You ask me to "prove" that sex and gender are different in the anime. ...I don't have to unless you also have to prove that they're the same. They're both assumptions. We can argue over which is more reasonable (I definitely could), but it's a bedrock assumption you have to make one way or the other. The only difference is in the particular values we're each bringing to the situation. (And just in case: no, I'm not talking about transphobia, or whatever bad connotation you might imagine.) If I can't "prove" it to your satisfaction that doesn't mean you "win", it only means you always had different values and were very unlikely to break from them. (I /am/ willing to discuss it. But I'd rather have this understanding out there first if so.)
This is kind of repeating the above, but assumning that any given writer DOES NOT "account for the gender spectrum of real life in their respective worlds" is an equally valid issue. In the absence of a clear statement by the authority in question, a conclusion either way is ASSUMPTION (or SPECULATION, if you will). Period. (Again, which way you think that should fall has to do with the values you bring to it.)
I will happily admit it. We are speculating that a gender spectrum exists. But you have to speculate one way or the other since there has been no explicit statement. And it is our policy from on high that we will not presume that Pokemon cannot express gender different from their traditional role. Our "version" is not more "speculative" than yours; yours does not have an inherently better claim as less (to say nothing of 'not at all') "speculative".
I kind of don't want to start another point, but you've been mentioning things like "Dawn's Piplup crossdressing and Misha's Purrloin do not entirely invalidate sexed articles of clothing because not every Trainer is Dawn or Jessie" and "Not every trainer is Dawn or Jessie regarding accessories and costumes" and "ONLY 2 Trainers have done this outside of deceptions". On the one hand, you're admitting there are cases where Pokemon have had outfits that do not conform with their traditional gender role. Yet on the other, you insist that it's okay to make the default assumption for any other time that clothing matches traditional gender roles. In other words: true, "not every Trainer is Dawn or Jessie", but at the same time you cannot say that NO other Trainer is like Dawn or Jessie (or that any given character is definitely not like Dawn or Jessie). It's nonsensical. If it's happened before it can happen again, and there's no guarantee we'd know it. Tiddlywinks (talk) 06:33, 20 May 2018 (UTC)
At a fundamental level, no part of asking that something like a Pokemon's gender be based on demonstrable facts should be very outrageous. If a Pokemon's gender is clearly stated, there's plainly no assumptions required. If, however, a Pokemon just wears a skirt, or...IDK, stares at a wedding dress, then calling it a female definitely requires an assumption. (It annoys me that this simpler formulation only occurred to me now...)
A majority consensus is by no means an absolute "good". Unidentified moves are a very clear example of where a "consensus" (or unchallenged assumption) can easily turn out very wrong (and has). The gender policy isn't altogether the same beast, but zero assumptions is plainly the safest option. Tiddlywinks (talk) 08:00, 20 May 2018 (UTC)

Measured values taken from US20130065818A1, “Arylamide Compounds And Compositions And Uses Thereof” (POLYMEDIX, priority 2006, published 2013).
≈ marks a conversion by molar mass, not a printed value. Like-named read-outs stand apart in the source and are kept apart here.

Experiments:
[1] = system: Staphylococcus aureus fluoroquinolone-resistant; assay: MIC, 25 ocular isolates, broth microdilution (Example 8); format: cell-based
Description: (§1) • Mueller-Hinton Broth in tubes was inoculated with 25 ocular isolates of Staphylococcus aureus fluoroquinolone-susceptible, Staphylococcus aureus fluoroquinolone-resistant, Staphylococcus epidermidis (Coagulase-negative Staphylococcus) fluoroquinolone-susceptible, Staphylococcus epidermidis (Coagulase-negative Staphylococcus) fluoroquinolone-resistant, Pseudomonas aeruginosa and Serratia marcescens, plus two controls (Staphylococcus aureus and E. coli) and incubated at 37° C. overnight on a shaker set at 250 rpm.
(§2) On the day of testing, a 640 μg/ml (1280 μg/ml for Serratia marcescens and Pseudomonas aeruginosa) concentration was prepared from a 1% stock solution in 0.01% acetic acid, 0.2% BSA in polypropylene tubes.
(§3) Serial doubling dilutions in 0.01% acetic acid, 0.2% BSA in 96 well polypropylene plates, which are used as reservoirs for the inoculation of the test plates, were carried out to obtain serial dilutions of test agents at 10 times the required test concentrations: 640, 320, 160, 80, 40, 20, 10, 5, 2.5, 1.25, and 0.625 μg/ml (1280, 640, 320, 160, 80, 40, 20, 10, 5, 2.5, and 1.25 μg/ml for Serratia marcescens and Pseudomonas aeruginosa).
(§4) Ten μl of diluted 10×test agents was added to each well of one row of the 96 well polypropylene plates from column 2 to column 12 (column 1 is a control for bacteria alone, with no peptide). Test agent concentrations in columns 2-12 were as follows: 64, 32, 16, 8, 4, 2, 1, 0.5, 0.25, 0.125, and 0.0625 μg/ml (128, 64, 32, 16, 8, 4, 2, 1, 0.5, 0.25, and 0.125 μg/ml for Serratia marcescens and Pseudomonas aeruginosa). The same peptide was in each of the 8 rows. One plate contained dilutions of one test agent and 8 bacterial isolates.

I am 99% CERTAIN that Lana's Popplio is FEMALE. For one, in SM061, SM069, SM078, SM083, SM085, and all the other episodes with the Ultra Guardian missions, all of the female Pokémon have ribbons as part of their Ultra Guardian outfits, while all the males have pendants. Since they wear these in every single episode, I don't think this is an error. And why would the animators design two different tracker designs? Also, since Bounsweet's entire evolution chain is 100% Female, and since it wears a ribbon too, it proves that Lana's Popplio is also female, if the ribbons actually DO depict the gender, than Mallow's Steenee/Tsareena, Lana's Popplio, AND Sophocles' Togedemaru are all female. The real reason I believe Lana's Popplio to be female, is when in the Japanese subbed version of SM099, Lana is looking for Popplio, when she says exactly this: "Where are you Ashimari? She's gone..." This pretty much is case closed, because who else knows a Pokémon's gender better than their Trainer? But just for safety, in case the subs got it wrong or something, we should wait until the episode is released in English. But yeah, I'm almost certain that Lana's Popplio is female. Josiahsays (talk) 04:00 P.M. 1/16/2019 (EST)
As said above, this doesn't count as proof towards Popplio's or anyone else's gender--BigDocFan (talk) 21:06, 16 January 2019 (UTC)

Lana's Popplio used Sing

In Episode 56 of Pokemon Sun and Moon, it's very clear even tho now on discovered it that Popplio was the one using Sing that put Jigglypuff to sleep. Even tho Komala was the one who doodled on it's face, Komala isnt a pokemon that can learn sing. The show clearly show that once they started practicing singing before Jigglypuff returns, Popplio was the one who wasn't drowsy while it was singing. So Lana's Popplio could already know the move Sing. -- Wolfgerlion64 (talk) 20:36, 10 January 2018 (UTC)

No matter how clear you think it may be, Bulbapedia policy is not to state moves unless they are explicitly named in dialogue or official closed captions. Pumpkinking0192 (talk) 20:50, 10 January 2018 (UTC)
While I'm not for or against the issue Komala can learn Sing through breeding.--Rahl (talk) 15:39, 14 February 2018 (UTC)

Popplio's Gender

Thought I would make a note that Lana used a female pronoun as she was searching for Popplio in the japanese version of SM099. Hopefully this can be confirmed by other users and maybe stated in the english dub.PardescanSlowbro (talk) 22:57, 9 December 2018 (UTC)

To add onto this, during SM106 right before Popplio evolves into Brionne, Lillie comments about how "she's singing," in reference to Popplio's actions at that moment in time. --Lamarfll (talk) 19:31, 3 March 2019 (UTC)
That was the subtitles only. There was no gender pronoun used in the actual dialogue. --FinnishPokéFan92 (talk) 20:02, 3 March 2019 (UTC)